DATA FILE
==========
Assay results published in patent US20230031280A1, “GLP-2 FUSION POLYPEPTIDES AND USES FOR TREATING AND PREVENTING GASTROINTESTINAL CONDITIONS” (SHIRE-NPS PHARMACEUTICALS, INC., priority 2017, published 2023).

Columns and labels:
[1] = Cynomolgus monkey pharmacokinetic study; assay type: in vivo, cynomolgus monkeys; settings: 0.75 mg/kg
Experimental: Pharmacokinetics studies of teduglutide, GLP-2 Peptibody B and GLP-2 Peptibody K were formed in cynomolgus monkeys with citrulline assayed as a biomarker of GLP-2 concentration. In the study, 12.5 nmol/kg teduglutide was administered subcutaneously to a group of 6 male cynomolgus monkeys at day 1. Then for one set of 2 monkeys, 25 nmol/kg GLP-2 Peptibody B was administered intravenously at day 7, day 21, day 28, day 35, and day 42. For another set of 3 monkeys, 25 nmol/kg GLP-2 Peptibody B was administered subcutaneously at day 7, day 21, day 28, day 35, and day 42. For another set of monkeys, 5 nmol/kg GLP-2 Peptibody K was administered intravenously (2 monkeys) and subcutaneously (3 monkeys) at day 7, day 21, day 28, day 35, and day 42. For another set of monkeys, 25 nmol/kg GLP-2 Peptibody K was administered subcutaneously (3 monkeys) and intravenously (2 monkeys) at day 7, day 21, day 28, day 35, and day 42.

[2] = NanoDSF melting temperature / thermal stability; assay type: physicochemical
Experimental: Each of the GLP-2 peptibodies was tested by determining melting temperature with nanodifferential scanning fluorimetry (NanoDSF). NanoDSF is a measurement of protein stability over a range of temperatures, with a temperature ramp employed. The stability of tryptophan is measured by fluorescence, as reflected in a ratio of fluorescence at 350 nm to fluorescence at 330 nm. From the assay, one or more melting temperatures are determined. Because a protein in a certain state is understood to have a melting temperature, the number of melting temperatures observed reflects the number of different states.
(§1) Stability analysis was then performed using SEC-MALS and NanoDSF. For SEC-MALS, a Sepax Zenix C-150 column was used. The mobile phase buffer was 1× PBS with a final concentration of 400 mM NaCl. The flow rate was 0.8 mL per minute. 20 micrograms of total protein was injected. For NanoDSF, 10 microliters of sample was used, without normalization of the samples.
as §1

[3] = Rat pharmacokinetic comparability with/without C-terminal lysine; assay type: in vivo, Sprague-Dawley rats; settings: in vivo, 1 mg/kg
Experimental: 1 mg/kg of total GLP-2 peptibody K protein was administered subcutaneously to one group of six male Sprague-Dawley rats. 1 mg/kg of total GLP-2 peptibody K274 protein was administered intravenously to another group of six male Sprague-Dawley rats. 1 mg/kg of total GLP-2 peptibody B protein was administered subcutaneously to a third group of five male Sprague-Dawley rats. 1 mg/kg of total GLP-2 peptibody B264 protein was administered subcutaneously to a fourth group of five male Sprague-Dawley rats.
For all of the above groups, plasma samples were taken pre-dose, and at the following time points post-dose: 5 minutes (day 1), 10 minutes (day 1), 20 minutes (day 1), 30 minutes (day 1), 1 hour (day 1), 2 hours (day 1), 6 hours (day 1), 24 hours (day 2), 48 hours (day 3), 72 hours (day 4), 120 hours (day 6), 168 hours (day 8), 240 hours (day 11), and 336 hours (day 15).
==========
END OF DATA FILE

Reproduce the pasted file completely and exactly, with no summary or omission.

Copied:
Assay results published in patent US20230031280A1, “GLP-2 FUSION POLYPEPTIDES AND USES FOR TREATING AND PREVENTING GASTROINTESTINAL CONDITIONS” (SHIRE-NPS PHARMACEUTICALS, INC., priority 2017, published 2023).

Columns and labels:
[1] = Cynomolgus monkey pharmacokinetic study; assay type: in vivo, cynomolgus monkeys; settings: 0.75 mg/kg
Experimental: Pharmacokinetics studies of teduglutide, GLP-2 Peptibody B and GLP-2 Peptibody K were formed in cynomolgus monkeys with citrulline assayed as a biomarker of GLP-2 concentration. In the study, 12.5 nmol/kg teduglutide was administered subcutaneously to a group of 6 male cynomolgus monkeys at day 1. Then for one set of 2 monkeys, 25 nmol/kg GLP-2 Peptibody B was administered intravenously at day 7, day 21, day 28, day 35, and day 42. For another set of 3 monkeys, 25 nmol/kg GLP-2 Peptibody B was administered subcutaneously at day 7, day 21, day 28, day 35, and day 42. For another set of monkeys, 5 nmol/kg GLP-2 Peptibody K was administered intravenously (2 monkeys) and subcutaneously (3 monkeys) at day 7, day 21, day 28, day 35, and day 42. For another set of monkeys, 25 nmol/kg GLP-2 Peptibody K was administered subcutaneously (3 monkeys) and intravenously (2 monkeys) at day 7, day 21, day 28, day 35, and day 42.

[2] = NanoDSF melting temperature / thermal stability; assay type: physicochemical
Experimental: Each of the GLP-2 peptibodies was tested by determining melting temperature with nanodifferential scanning fluorimetry (NanoDSF). NanoDSF is a measurement of protein stability over a range of temperatures, with a temperature ramp employed. The stability of tryptophan is measured by fluorescence, as reflected in a ratio of fluorescence at 350 nm to fluorescence at 330 nm. From the assay, one or more melting temperatures are determined. Because a protein in a certain state is understood to have a melting temperature, the number of melting temperatures observed reflects the number of different states.
(§1) Stability analysis was then performed using SEC-MALS and NanoDSF. For SEC-MALS, a Sepax Zenix C-150 column was used. The mobile phase buffer was 1× PBS with a final concentration of 400 mM NaCl. The flow rate was 0.8 mL per minute. 20 micrograms of total protein was injected. For NanoDSF, 10 microliters of sample was used, without normalization of the samples.
as §1

[3] = Rat pharmacokinetic comparability with/without C-terminal lysine; assay type: in vivo, Sprague-Dawley rats; settings: in vivo, 1 mg/kg
Experimental: 1 mg/kg of total GLP-2 peptibody K protein was administered subcutaneously to one group of six male Sprague-Dawley rats. 1 mg/kg of total GLP-2 peptibody K274 protein was administered intravenously to another group of six male Sprague-Dawley rats. 1 mg/kg of total GLP-2 peptibody B protein was administered subcutaneously to a third group of five male Sprague-Dawley rats. 1 mg/kg of total GLP-2 peptibody B264 protein was administered subcutaneously to a fourth group of five male Sprague-Dawley rats.
For all of the above groups, plasma samples were taken pre-dose, and at the following time points post-dose: 5 minutes (day 1), 10 minutes (day 1), 20 minutes (day 1), 30 minutes (day 1), 1 hour (day 1), 2 hours (day 1), 6 hours (day 1), 24 hours (day 2), 48 hours (day 3), 72 hours (day 4), 120 hours (day 6), 168 hours (day 8), 240 hours (day 11), and 336 hours (day 15).